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US Surgeon General warns social media may harm children and teens

Scripps News talks to U.S. Surgeon General Dr. Vivek Murthy about how social media poses a risk to kids' and teens' mental health.
US Surgeon General warns social media may harm children and teens
Posted at 5:59 PM, May 24, 2023

A new warning from the U.S. Surgeon General has sparked a lot of discussion.

Dr. Vivek Murthy says too much time on the internet has negative impacts on kids' and teens' mental health, including depression and anxiety, and is calling for tech companies and lawmakers to take "immediate action" to protect their health.

"What we found were two critical things. One is that there is not enough evidence to reassure us that social media use is in fact sufficiently safe for kids," Murthy told Scripps News. "The second thing that we found is that there's growing evidence that social media use is associated with harms for some of our kids."

According to Murthy, teenagers who spend more than three hours a day on social media face double the risk of anxiety and depression symptoms, and nearly half of adolescents using social media say that their use of social media makes them feel worse about their bodies.

"It is clear to me that we need to do more to make social media platforms safer for our children. We need to have safety standards similar to what we have for cars, medications, and other products our kids use," said Murthy.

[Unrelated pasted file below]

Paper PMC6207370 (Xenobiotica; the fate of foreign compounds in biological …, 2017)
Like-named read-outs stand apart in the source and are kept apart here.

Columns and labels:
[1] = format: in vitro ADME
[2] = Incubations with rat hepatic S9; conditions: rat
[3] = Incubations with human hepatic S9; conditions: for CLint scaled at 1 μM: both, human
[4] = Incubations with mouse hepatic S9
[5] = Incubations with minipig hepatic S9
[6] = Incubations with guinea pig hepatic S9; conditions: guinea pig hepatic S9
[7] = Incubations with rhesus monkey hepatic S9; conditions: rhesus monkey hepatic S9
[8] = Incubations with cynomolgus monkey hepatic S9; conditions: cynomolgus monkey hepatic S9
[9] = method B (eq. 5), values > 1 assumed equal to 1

Murthy says that while human beings have been comparing themselves to other people for decades, the volume at which such comparisons take place over social media in the form of travel posts, body image posts, and just life in general has intensified the problem in unprecedented numbers, which older generations didn’t have to deal with.

Murthy says it is also important that lawmakers push for data transparency from tech companies.

"It worried me when I saw the data say that a third of adolescents say they are staying up until midnight or later on weekdays on their phones, and much of that screen time is social media use. So, the bottom line is that we want kids to benefit from and use technology, but we need to minimize the harms," said Murthy. "Which is why I'm pushing for policymakers and tech companies to act quickly."

On Tuesday, the  Biden administration announced new steps to protect the privacy, safety and mental health of children online.

The Department of Health and Human Services, along with the Commerce Department, will start a task force that looks closely at how online platforms affect kids' mental health.

SEE MORE: TikTok adds a new feature to support mental well-being


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